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This investigation will be into some physics aspects which occur at the Charles Wells brewery in Bedford. This brewery is the fifth largest in the UK and can hold up to 46,000 pints at one moment. The two aspects of physics I will be discussing in this piece of coursework are the x-rays used to detect how much beer there is in each can, the anti-vac valve and the pressure release valve. The x-ray is used to measure how much beer is in each can. The x-rays are simply sent through one side of the beer can and are collected on the other side which then shows how much of the x-rays have got through the can.

The pressure release valve is used to release the pressure from within the tank to balance out the air pressures so that dents aren’t formed on the tank. The anti-vac valve is used for the opposite, to stop the tank imploding. X-rays The reason that they choose to use x-rays to measure how much beer is in each can is that the beer in the can has the ability to partially absorb the x-rays so less get through to the other side. The way that the x-rays work is that if too much x-rays get through it shows that the can has too little beer contained within it.


On the other hand if the can has just the right amount of beer within it only a few x-rays will be able to pass through. The reason that gamma rays weren’t used is that the beer wouldn’t stop the gamma rays passing through, so it would be completely useless in telling how much beer is in the can. However if they used ultra-violet the opposite would happen as it isn’t powerful enough for the rays to pass through the can so it would again be useless for reading how much beer is in the can as no rays would pass through the can no matter how much beer is in the can. Anti-vac valve

This valve is used to minimise the risk of tanks imploding. This is used for tanks which are exposed to vacuum, this can occur during emptying, cool rinsing after hot-cleaning or caustic cleaning in a carbon dioxide atmosphere. The anti-vac valve is to be placed on any closed tank. The way in which physics is used in this piece of equipment is that if the pressure inside the tanks gets too low then the CWM which is caused by the difference in pressures, the outside pressure being higher then the inside one, will become greater then the ACWM which is the moment of the counter weight.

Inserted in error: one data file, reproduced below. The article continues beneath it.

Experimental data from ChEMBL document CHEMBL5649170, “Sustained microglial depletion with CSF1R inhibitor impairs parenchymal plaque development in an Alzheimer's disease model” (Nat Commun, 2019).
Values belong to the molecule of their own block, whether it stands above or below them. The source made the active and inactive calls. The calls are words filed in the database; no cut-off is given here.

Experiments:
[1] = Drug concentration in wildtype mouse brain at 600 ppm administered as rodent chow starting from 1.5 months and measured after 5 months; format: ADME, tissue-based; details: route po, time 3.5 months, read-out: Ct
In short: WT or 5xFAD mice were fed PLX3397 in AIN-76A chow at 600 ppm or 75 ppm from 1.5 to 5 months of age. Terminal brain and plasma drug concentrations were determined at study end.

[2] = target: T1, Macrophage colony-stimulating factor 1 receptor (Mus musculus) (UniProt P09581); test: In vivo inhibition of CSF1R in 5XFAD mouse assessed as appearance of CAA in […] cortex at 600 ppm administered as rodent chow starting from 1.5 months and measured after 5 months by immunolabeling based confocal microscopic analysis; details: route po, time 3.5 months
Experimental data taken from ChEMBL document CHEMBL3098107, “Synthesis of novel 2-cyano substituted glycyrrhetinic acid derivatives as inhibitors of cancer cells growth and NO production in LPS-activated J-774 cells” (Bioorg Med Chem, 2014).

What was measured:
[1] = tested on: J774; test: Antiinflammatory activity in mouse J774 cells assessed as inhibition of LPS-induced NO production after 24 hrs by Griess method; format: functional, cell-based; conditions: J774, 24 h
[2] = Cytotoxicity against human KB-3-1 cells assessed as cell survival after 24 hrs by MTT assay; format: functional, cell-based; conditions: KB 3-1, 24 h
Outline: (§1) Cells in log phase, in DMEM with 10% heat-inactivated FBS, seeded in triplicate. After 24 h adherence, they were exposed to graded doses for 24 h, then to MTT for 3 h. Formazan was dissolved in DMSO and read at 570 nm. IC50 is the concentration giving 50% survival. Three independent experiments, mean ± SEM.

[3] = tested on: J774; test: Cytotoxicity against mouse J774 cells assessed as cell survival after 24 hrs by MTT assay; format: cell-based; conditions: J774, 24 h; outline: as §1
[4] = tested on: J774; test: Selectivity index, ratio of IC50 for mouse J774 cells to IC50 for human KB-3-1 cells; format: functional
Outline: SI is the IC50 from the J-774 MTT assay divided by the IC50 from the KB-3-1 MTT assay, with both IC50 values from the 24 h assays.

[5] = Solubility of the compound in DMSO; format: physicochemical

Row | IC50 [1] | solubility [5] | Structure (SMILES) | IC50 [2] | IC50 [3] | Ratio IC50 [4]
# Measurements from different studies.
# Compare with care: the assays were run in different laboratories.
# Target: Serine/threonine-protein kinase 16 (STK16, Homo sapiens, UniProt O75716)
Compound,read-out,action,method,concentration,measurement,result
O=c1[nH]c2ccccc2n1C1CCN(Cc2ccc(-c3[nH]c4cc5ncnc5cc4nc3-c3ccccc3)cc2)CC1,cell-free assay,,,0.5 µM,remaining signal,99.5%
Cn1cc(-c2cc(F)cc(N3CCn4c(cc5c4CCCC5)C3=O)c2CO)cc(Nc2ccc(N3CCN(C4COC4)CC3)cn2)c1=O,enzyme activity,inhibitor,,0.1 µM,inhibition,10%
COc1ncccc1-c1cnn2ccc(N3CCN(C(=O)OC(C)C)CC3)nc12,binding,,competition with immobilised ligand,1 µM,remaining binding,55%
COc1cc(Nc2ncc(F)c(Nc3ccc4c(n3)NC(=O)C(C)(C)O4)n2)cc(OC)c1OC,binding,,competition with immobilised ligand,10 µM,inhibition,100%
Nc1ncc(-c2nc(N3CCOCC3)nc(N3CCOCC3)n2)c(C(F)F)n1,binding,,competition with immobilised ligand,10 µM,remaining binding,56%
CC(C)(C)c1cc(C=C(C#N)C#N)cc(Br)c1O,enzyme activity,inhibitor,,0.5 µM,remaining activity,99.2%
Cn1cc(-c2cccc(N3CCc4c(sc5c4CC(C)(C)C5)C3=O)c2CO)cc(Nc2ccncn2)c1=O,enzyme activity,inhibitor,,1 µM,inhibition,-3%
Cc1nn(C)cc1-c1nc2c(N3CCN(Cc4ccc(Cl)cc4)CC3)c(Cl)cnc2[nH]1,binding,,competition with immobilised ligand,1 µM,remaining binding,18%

This then involves the valve opening so that the two pressures equal out with each other, therefore it changes the low pressure inside to get to higher pressure which equals the pressure of the air outside to prevent the tank imploding. This valve is used on any closed tank. Calculations for the anti-vac valve. From the diagram before I know 4 pieces of information to find out what the two moments need to be.

Firstly for the ACWM (anti-clockwise movement) I know that counter weight is 5kg, the gravity is 9. 81 N, the distance from the pivot is 0.3m and for the CWM (clockwise movement) moment I know that the distance from the pivot is 0. 1m. If the ACWM 5kg x 9. 81N x 0. 3m which is equal to 14. 715Nm, from this I know that the CWM needs to equal 14. 715Nm. So to find the CWM I divide the 14. 715 by 0. 1 I get 147. 15N. This is the value that the pressure needs to be coming from outside of the tank to balance these two forces. Pressure relief valve The pressure relief valve is used to help prevent the risk of the tanks getting damaged from causes such as over pressurising or liquid overfill.

The way in which physics is used in this valve is that if the pressure from the carbon dioxide inside the tank is too great then the valve opens to release that pressure so that it doesn’t cause any damage to the tank. For this to happen then the ACWM, which is the carbon dioxide, needs to be greater than the CWM, which is the counter weight moment, this would then allow some of the pressure to escape and return the pressure inside the tank to normal so that the can go back to normal and close: http://www.scandibrew.co.uk/pressure_releif_valve.htm

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